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BA Ancient History and Archaeology
Combine the classical history of the Mediterranean world with a global view of archaeology.

BA Ancient History and Archaeology / Course details

Year of entry: 2017

Course description

Study the ancient Mediterranean empires alongside the archaeology of Britain, Western Europe, the Greek and Roman worlds, the Near East and Australasia. Throughout the course you'll have opportunity to study ancient languages and to conduct expert-led archaeological fieldwork. You'll gain knowledge of two complementary approaches to the past whilst gaining key skills in analysis and interpretation.

Year 1: Gain a solid foundation in archaeology by exploring life and death in the Ancient World and key archaeological sites in the Mediterranean, Near East, America and Australasia. Explore the Roman world, including changes in society, and the collapse of its political structures. Study key developments in Greek political, cultural and social history during the archaic period. Select from a breadth of additional optional units.  Sample course units include:

  • Constructing Archaic Greek History
  • From Republic to Empire: Introduction to Roman History,
  • Society & Culture 218-31BC
  • Introduction to World Archaeology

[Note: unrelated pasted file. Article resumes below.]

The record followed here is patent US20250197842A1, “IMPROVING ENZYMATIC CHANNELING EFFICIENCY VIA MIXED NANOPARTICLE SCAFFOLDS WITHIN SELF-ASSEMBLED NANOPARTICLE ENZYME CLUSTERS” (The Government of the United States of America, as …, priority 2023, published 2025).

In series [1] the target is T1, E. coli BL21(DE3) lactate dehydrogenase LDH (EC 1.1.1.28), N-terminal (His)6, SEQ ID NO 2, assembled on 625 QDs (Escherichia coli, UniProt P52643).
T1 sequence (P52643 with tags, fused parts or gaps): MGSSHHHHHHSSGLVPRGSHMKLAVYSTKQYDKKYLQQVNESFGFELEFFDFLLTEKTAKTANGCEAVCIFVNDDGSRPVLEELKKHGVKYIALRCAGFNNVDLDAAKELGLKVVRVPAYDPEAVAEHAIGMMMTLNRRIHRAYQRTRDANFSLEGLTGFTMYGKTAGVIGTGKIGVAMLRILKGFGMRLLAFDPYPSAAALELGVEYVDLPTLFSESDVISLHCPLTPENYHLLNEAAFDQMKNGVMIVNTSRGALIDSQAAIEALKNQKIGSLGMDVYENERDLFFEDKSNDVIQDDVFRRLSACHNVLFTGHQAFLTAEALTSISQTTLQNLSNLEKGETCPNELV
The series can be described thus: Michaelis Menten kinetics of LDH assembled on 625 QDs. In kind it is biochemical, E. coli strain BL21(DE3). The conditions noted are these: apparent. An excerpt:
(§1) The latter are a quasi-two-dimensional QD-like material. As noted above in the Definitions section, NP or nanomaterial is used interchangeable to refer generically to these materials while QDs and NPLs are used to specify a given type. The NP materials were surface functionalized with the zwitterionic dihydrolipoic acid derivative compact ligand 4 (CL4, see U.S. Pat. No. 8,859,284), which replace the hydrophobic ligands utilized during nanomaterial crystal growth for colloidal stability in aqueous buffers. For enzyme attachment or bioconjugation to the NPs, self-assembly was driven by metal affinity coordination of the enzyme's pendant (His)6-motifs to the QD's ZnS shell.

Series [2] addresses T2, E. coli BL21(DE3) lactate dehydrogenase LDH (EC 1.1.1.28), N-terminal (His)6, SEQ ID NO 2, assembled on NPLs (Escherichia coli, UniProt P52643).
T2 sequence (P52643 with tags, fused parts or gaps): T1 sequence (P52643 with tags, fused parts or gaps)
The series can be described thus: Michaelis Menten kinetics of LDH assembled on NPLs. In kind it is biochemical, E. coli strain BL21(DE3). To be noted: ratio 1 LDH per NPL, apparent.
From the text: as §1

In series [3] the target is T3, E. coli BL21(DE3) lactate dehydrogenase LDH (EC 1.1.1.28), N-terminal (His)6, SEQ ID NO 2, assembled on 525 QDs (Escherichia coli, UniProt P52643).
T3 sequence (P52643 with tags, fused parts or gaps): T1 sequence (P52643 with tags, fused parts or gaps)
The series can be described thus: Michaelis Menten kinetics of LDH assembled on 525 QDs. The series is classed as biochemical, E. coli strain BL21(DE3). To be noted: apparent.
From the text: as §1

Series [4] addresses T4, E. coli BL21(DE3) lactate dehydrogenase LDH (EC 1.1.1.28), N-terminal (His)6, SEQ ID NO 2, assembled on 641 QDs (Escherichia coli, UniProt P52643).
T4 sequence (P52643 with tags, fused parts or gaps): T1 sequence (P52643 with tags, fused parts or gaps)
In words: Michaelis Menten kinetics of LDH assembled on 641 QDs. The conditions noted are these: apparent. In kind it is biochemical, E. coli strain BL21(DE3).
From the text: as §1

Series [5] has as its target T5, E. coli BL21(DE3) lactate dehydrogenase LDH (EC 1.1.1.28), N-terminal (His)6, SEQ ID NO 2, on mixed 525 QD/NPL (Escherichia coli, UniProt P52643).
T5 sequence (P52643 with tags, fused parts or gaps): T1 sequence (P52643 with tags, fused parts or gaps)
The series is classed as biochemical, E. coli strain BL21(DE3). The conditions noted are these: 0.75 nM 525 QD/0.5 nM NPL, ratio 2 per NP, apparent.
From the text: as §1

Year 2: Explore theoretical debate within archaeology and contextualise skills gained in your first summer of fieldwork. Examine the `golden age' of the Roman Empire and politics and society in Classical Greece. Design your own independent research project in both disciplines and tailor your studies further with optional units. Sample course units include:

  • Fieldwork, Practice and Interpretation
  • The Roman Empire 31BC - AD235: Rome's Golden Age
  • Roman Archaeology: Identity and Society

Year 3: Continue to specialise in specific areas of interest through course units such as Slavery in the Ancient Greek World and Roman Love Elegy. Choose whether to study your dissertation with Archaeology or Ancient History.  Sample course units include:

  • Slavery in the Ancient Greek World
  • The Emergence of Civilisation: Palaces, Peak Sanctuaries and Politics in Minoan Crete
  • Theory and Practice in Archaeology

Aims

The course aims to:

  • develop and encourage students' interest in the past;
  • train students in the critical study of historical documents and the techniques and methods of archaeology;
  • provide a broadly-based and challenging curriculum including course units that are innovative and stimulating, draw upon the research expertise of the teaching staff, and are examined by a range of methods of assessment;
  • introduce students, within the context of specific historical and archaeological courses, to a variety of theoretical approaches and methodologies;
  • help students to work independently and to organise effectively their own schedules of personal study;
  • produce graduates with the transferable skills necessary to equip them for employment, postgraduate study, or further training.

Special features

  • Fieldwork is a central component of archaeology programmes; two weeks of excavation are compulsory at both first- and second-year level and we encourage you to seek further training throughout your degree